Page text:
Compare any two graphics cards:
Geforce GTX 760 vs Radeon HD 7950 3GB
IntroThe Geforce GTX 760 features a clock frequency of 980 MHz and a GDDR5 memory frequency of 1502 MHz. It also makes use of a 256-bit memory bus, and uses a 28 nm design. It is made up of 1152 SPUs, 96 Texture Address Units, and 32 ROPs.
Compare that to the Radeon HD 7950 3GB, which comes with GPU clock speed of 800 MHz, and 3072 MB of GDDR5 memory set to run at 1250 MHz through a 384-bit bus. It also is made up of 1792 SPUs, 112 TAUs, and 32 Raster Operation Units.
(No game benchmarks for this combination yet.)
Power Usage and Theoretical Benchmarks
Power Consumption (Max TDP)
Theoretically speaking, the Radeon HD 7950 3GB will be 25% quicker than the Geforce GTX 760 overall, due to its greater data rate. (explain)
Texel RateThe Geforce GTX 760 will be a little bit (more or less 5%) faster with regards to texture filtering than the Radeon HD 7950 3GB. (explain)
Pixel RateIf using a high screen resolution is important to you, then the Geforce GTX 760 is the winner, by far. (explain)
Please note that the above 'benchmarks' are all just theoretical - the results were calculated based on the card's specifications, and real-world performance may (and probably will) vary at least a bit.
Please note that the price comparisons are based on search keywords - sometimes it might show cards with very similar names that are not exactly the same as the one chosen in the comparison. We do try to filter out the wrong results as best we can, though.
Memory Bandwidth: Memory bandwidth is the max amount of information (measured in megabytes per second) that can be moved over the external memory interface within a second. It's worked out by multiplying the interface width by the speed of its memory. If it uses DDR type RAM, it should be multiplied by 2 again. If it uses DDR5, multiply by 4 instead. The higher the card's memory bandwidth, the better the card will be in general. It especially helps with anti-aliasing, High Dynamic Range and higher screen resolutions.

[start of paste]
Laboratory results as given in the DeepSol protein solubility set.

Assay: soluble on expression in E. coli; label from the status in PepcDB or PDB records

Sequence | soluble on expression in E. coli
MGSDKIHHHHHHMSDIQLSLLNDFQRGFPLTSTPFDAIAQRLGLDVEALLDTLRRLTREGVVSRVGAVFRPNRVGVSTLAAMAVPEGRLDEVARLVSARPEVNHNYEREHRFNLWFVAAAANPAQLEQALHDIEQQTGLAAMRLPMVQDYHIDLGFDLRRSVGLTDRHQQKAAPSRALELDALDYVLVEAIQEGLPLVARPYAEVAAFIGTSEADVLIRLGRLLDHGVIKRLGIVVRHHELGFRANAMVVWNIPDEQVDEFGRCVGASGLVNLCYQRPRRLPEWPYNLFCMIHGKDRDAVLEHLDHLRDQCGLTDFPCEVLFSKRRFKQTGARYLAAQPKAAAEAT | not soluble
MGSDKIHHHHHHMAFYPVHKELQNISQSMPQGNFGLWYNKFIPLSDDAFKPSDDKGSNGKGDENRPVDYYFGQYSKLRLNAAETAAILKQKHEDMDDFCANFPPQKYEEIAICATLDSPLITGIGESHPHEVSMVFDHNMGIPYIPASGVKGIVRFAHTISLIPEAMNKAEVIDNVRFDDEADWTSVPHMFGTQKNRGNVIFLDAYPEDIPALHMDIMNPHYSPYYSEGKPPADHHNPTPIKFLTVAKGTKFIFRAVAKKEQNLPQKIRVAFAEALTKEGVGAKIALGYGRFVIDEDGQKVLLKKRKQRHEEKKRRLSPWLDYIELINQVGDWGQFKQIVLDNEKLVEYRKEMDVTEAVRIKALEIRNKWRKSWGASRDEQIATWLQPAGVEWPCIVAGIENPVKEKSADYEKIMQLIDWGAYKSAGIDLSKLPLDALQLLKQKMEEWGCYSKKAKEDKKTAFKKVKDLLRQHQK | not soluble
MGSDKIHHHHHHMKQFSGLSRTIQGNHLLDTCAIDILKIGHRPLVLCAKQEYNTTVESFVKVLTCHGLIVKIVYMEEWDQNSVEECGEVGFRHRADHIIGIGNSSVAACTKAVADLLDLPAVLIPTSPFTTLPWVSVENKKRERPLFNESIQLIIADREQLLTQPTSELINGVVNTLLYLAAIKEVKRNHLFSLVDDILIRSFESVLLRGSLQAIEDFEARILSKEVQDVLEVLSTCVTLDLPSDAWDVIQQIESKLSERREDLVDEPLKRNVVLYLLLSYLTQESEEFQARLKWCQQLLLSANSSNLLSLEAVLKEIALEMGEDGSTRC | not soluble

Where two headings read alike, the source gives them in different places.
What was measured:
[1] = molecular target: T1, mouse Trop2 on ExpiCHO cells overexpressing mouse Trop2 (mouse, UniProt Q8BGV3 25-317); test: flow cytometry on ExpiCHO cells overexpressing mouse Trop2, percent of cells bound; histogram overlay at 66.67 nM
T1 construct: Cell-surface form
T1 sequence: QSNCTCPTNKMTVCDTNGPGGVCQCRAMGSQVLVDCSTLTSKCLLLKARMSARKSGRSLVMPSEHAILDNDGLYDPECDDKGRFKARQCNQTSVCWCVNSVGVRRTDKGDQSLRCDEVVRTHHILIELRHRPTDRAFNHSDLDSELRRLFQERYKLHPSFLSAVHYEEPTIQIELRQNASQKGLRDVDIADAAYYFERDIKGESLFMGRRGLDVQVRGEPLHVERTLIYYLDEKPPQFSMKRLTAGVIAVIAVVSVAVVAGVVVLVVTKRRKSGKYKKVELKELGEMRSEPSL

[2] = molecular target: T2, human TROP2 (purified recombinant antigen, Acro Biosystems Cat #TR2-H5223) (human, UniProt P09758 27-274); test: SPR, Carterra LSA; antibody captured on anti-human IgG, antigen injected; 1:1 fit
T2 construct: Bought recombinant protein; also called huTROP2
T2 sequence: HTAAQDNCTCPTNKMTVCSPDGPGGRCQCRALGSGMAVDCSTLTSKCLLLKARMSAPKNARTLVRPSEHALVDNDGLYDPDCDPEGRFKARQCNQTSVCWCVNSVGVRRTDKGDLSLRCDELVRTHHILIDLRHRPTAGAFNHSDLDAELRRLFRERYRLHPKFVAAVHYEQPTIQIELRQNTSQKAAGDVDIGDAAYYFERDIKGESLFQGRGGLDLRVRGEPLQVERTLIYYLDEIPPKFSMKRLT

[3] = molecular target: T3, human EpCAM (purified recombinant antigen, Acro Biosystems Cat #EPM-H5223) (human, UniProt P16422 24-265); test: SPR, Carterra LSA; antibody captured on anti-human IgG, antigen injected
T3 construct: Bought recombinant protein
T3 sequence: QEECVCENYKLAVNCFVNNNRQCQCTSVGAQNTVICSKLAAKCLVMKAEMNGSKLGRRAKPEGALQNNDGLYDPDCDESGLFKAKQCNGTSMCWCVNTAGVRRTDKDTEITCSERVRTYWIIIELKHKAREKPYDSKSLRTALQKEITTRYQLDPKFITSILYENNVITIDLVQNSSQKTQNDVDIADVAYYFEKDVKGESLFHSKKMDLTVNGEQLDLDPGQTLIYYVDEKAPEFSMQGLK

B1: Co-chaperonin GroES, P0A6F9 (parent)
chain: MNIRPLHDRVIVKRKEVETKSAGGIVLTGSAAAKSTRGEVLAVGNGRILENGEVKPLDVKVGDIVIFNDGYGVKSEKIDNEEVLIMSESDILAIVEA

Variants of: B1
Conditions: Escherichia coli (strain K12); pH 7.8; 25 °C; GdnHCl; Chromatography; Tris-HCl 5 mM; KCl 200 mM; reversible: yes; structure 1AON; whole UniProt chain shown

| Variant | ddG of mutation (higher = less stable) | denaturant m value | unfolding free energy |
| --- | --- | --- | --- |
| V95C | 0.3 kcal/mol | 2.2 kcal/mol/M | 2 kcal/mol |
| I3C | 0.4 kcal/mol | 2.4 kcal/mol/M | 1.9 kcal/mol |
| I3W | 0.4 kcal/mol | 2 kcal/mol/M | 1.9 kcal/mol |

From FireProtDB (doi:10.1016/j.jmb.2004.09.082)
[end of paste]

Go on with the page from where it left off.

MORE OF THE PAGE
Texel Rate: Texel rate is the maximum number of texture map elements (texels) that can be processed in one second. This number is worked out by multiplying the total texture units of the card by the core clock speed of the chip. The better the texel rate, the better the card will be at texture filtering (anisotropic filtering - AF). It is measured in millions of texels in a second.
Pixel Rate: Pixel rate is the most pixels the video card could possibly write to its local memory per second - measured in millions of pixels per second. The figure is calculated by multiplying the amount of Raster Operations Pipelines by the the core speed of the card. ROPs (Raster Operations Pipelines - also called Render Output Units) are responsible for drawing the pixels (image) on the screen. The actual pixel rate also depends on quite a few other factors, especially the memory bandwidth of the card - the lower the bandwidth is, the lower the potential to get to the max fill rate.